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Sir Massey Lopes, 3rd Baronet PC (14 June 1818-20 January 1908), known as Massey Franco until 1831 and as Massey Lopes from 1831 to 1854, was a British Conservative politician and agriculturalist.

Lopes was the eldest son of Sir Ralph Lopes, 2nd Baronet, and his wife Susan, daughter of Abraham Ludlow. Henry Lopes, 1st Baron Ludlow, was his younger brother. His father, originally Ralph Franco, has succeeded to the estates and title of his uncle Sir Manasseh Masseh Lopes, 1st Baronet, in 1831, and assumed the same year the surname of Lopes in lieu of his patronymic. Both the Lopes and Franco families were of Sephardic-Jewish origins. Lopes was educated at Winchestermarker and Oriel College, Oxfordmarker. He unsuccessfully contested Westburymarker in 1853, but was successfully returned to Parliament for the same constituency in 1857. In 1868 he was elected for Devonshire South, defeating Lord Amberley. In Parliament he was the member of a group including Henry Chaplin, Albert Pell and Clare Sewell Read, that supported farming interests, and was chairman of the Agricultural Business Committee.

In 1874 Lopes was appointed Civil Lord of the Admiralty in the second Conservative administration of Benjamin Disraeli, a post he held until the government fell in 1880. Bad health forced him to decline the post of Financial Secretary to the Treasury in 1877. His health also forced him to leave Parliament in 1885. The same year he was sworn of the Privy Council but declined a peerage. He was later an Alderman of the Devonshire County Council from 1888 to 1904. He was also for many years a Director of the Great Western Railway. He was greatly interested in scientific farming, and completely rebuilt his Maristow estate.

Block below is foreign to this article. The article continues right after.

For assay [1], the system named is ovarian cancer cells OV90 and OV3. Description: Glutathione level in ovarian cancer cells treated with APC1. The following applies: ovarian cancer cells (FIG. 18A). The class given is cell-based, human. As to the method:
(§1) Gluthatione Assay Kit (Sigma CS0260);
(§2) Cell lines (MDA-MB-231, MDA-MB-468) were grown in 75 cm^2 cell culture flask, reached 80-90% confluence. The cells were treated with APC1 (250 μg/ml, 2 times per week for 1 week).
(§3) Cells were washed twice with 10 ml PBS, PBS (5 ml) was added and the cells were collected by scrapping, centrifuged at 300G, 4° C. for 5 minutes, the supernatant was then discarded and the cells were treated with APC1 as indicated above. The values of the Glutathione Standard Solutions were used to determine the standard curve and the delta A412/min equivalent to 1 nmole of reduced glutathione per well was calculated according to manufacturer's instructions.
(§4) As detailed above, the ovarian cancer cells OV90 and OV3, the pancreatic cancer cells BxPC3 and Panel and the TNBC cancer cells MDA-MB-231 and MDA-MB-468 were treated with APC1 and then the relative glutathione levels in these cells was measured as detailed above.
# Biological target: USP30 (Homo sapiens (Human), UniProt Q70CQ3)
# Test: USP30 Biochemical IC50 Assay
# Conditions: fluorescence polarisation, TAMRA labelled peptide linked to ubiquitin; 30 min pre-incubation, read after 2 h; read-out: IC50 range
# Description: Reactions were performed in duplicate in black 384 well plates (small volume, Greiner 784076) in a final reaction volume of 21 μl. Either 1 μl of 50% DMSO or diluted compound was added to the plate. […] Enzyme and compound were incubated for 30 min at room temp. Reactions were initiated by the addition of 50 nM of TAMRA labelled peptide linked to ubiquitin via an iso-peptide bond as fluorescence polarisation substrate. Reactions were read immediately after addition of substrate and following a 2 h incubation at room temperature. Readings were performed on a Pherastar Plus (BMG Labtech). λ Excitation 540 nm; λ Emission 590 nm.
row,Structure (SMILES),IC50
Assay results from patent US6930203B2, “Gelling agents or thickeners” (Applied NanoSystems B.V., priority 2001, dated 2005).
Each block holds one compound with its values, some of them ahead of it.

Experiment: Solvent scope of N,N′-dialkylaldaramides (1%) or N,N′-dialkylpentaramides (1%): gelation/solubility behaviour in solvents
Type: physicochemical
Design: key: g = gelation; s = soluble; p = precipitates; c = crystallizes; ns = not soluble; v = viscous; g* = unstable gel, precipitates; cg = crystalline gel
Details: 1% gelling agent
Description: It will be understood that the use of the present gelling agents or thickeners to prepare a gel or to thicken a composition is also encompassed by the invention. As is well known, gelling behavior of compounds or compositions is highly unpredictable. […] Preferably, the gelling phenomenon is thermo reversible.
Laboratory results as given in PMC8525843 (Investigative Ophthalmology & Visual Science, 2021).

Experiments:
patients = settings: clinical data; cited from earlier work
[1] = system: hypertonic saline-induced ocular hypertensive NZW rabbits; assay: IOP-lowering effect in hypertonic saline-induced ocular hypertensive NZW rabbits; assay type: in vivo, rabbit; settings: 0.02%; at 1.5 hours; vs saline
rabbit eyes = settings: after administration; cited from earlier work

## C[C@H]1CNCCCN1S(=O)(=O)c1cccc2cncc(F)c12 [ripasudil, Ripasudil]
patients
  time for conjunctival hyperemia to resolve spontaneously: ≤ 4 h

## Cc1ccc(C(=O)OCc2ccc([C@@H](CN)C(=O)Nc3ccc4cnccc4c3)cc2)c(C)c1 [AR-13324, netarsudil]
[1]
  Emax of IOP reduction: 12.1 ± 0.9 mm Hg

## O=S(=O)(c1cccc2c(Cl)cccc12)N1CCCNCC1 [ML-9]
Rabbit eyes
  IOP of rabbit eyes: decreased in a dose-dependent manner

Lopes married firstly Bertha, daughter of John Yarde-Buller, 1st Baron Churston. They had one son and two daughters. After her death in 1872 he married secondly Louisa, daughter of Sir Robert Newman, 1st Baronet. There were no children from this marriage. Lady Lopes died in April 1903. Lopes survived her by five years and died in January 1908, aged 89. He was succeeded in the baronetcy by his only son Henry, who was created Baron Roborough in 1938.


  • Lee, Sir Sidney (editor). The Dictionary of National Biography. Supplement. January 1901-December 1911. Oxford University Press.
  • Kidd, Charles, Williamson, David (editors). Debrett's Peerage and Baronetage (1990 edition). New York: St Martin's Press, 1990.

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